Defense Secretary Mark T. Esper continued his verbal offensive against China, accusing the country of “self-serving” behavior and a disregard for international laws, the same day the Chinese military fired medium-range ballistic missiles during a military exercise.
China is undergoing an aggressive modernization plan to “achieve a world-class military by the middle of the century,” which will embolden Beijing’s expansionist plans and provocative behavior, particularly in the disputed South and East China Seas and “anywhere else the Chinese government has deemed critical to its interests,” Esper said during an Aug. 26 speech at the Daniel K. Inouye Asia-Pacific Center for Security Studies in Honolulu, Hawaii.
Esper is traveling through the Indo-Pacific, including a visit to the Rim of the Pacific exercise, U.S. forces in Guam, and the tiny island nation of Palau. During the speech, Esper highlighted U.S. modernization efforts and outreach to allies.
“As we continue to implement our Indo-Pacific strategy, the United States needs our allies and partners to contribute in ways that are fair and equitable,” Esper said. “We need them to pursue close alignment in policies that uphold a free and open order, and reject decisions that would benefit malign actors to our collective detriment. And we need them to make the necessary investments to improve their capabilities so that, together, we can safeguard our interests, strengthen our readiness, and defend our sovereignty and values.”
Esper highlighted about $160 billion in U.S. foreign military sales to Indo-Pacific allies, including F-35s to Japan, Seahawk and Apache helicopters to India, and F-16s and M1 Abrams tanks to Taiwan. Several U.S. modernization efforts include equipment that will be vital in the region, including the B-21 bomber, P-8 maritime surveillance plane, underwater and surface unmanned vehicles, long-range precision munitions, integrated air and missile defense, and a new class of Navy frigates, Esper said.
During his upcoming visit to Guam, Esper said he will see some of these capabilities there, along with the Air Force’s current Bomber Task Force of B-1B Lancers at Andersen Air Force Base “that prepare us to defend the Indo-Pacific at a moment’s notice,” he said.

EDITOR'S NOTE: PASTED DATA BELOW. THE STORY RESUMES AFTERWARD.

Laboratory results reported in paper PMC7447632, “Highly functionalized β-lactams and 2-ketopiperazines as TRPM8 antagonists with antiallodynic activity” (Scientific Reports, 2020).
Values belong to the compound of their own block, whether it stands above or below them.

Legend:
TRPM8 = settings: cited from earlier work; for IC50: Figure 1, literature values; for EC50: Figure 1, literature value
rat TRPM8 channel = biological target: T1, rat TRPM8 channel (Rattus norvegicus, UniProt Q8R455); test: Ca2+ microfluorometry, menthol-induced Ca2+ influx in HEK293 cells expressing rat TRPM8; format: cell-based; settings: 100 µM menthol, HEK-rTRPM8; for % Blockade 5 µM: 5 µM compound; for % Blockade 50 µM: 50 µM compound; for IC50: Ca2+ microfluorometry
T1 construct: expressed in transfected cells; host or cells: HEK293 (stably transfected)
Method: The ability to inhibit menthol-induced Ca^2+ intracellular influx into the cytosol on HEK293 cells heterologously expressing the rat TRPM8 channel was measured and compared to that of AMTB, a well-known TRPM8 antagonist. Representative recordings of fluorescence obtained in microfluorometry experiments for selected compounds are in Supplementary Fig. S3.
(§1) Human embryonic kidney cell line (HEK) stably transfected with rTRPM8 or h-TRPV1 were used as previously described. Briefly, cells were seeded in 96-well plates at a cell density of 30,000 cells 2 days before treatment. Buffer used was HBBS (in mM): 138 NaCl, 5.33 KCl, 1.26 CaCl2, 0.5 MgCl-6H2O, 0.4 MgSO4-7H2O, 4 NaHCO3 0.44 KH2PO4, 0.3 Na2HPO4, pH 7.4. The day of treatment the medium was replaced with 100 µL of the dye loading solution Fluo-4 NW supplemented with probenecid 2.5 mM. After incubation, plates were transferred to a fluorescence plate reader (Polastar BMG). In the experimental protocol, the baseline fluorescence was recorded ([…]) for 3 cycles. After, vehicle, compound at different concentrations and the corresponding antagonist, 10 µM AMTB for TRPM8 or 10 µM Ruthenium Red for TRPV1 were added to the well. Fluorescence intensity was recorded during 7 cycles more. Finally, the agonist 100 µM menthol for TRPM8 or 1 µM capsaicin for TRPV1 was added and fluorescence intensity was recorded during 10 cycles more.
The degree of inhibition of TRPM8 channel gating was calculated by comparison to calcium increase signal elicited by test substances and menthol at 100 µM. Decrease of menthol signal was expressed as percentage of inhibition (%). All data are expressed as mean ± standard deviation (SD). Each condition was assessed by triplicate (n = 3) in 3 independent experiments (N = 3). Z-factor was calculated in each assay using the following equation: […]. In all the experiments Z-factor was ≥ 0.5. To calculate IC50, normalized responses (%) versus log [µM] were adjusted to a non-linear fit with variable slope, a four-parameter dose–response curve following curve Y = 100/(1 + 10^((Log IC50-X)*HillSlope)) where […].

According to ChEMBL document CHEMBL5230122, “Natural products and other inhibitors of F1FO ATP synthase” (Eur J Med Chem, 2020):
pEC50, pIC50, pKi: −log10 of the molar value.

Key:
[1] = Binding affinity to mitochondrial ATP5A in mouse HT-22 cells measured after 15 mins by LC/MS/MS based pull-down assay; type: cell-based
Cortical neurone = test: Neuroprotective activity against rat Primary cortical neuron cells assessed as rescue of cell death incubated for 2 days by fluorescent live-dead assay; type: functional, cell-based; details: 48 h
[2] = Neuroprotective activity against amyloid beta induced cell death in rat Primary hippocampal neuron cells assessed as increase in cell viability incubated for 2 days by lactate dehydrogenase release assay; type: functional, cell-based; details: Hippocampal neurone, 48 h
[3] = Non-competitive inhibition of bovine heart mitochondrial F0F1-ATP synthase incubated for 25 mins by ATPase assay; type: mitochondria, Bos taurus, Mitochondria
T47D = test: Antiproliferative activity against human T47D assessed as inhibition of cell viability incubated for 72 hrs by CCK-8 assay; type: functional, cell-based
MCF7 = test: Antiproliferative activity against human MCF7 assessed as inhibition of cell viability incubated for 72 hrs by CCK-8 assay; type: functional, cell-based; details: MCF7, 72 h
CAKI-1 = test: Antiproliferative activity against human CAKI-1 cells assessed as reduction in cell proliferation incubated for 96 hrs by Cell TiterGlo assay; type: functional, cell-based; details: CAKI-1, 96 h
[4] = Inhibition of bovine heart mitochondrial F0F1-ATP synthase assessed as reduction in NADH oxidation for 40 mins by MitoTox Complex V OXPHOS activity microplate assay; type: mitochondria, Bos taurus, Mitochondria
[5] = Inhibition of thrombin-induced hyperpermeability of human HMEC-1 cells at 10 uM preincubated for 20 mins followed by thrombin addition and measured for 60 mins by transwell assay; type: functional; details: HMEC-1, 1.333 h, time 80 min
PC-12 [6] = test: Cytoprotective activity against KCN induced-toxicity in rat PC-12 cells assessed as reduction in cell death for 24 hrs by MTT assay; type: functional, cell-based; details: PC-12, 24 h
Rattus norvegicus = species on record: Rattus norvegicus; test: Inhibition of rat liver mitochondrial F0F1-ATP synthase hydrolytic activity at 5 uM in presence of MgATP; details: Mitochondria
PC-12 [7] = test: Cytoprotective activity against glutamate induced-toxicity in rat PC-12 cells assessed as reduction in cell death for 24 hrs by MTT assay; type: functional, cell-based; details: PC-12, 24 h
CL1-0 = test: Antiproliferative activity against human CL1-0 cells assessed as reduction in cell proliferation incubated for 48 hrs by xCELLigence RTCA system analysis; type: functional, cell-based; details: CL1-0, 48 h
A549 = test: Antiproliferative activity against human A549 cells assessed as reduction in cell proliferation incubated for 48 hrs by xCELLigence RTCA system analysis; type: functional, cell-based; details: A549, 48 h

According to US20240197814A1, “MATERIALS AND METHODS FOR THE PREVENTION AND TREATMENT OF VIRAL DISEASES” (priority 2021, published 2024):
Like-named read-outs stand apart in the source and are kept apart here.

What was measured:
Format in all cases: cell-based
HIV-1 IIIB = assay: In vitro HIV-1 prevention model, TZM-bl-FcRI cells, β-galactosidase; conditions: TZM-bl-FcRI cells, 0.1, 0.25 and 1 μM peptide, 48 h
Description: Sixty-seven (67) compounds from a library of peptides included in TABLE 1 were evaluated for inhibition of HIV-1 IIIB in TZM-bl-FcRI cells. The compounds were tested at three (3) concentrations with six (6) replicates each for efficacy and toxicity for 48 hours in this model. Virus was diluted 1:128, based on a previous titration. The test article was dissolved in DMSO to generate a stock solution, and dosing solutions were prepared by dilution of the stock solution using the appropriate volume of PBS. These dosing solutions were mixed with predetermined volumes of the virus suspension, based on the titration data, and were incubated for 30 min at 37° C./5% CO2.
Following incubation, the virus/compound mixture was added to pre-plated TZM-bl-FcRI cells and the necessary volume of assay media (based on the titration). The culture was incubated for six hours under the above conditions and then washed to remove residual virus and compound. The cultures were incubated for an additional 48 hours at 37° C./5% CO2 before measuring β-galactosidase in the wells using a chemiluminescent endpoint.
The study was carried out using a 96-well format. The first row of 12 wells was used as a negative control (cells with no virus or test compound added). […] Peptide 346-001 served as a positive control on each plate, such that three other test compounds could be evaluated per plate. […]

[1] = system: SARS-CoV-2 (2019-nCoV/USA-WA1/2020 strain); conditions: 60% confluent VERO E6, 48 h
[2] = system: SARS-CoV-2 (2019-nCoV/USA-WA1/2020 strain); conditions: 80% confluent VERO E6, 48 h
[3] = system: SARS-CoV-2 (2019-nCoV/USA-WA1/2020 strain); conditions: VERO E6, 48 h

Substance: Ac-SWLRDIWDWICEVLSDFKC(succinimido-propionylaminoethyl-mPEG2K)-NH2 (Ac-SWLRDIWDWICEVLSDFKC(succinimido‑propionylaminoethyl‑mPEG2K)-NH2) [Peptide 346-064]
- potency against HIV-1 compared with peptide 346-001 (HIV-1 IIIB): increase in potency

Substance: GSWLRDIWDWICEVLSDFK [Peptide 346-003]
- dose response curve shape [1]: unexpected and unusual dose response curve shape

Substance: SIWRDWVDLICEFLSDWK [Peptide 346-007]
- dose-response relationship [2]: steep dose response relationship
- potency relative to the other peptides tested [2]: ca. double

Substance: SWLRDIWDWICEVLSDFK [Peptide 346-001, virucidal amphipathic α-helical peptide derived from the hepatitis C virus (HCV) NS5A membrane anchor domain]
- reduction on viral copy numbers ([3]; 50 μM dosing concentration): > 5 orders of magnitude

The trip comes as China is showing some of its capabilities in a large-scale exercise. On Aug. 26, the Chinese military fired four medium-range ballistic missiles that landed in the South China Sea, according to the Defense Department. The exercise over “disputed territory in the South China Sea is counterproductive to easing tensions and maintaining stability,” the Pentagon said in a statement.
“This military exercise is the latest in a long string of PRC actions to assert unlawful maritime claims and disadvantage its Southeast Asian neighbors in the South China Sea,” the Pentagon said. “The PRC’s actions stand in contrast to its pledge to not militarize the South China Sea and are in contrast to the United States’ vision of a free and open Indo-Pacific region, in which all nations, large and small, are secure in their sovereignty, free from coercion, and able to pursue economic growth consistent with accepted international rules and norms.”
Earlier in the week, the Chinese government accused the U.S. of flying a U-2 surveillance plane over a no-fly zone during its exercises. Pacific Air Forces countered the claim in a statement, saying a U-2 sortie flew in the Indo-Pacific “and within the accepted international rules and regulations governing aircraft flights. Pacific Air Forces personnel will continue to fly and operate anywhere international law allows, at the time and tempo of our choosing.”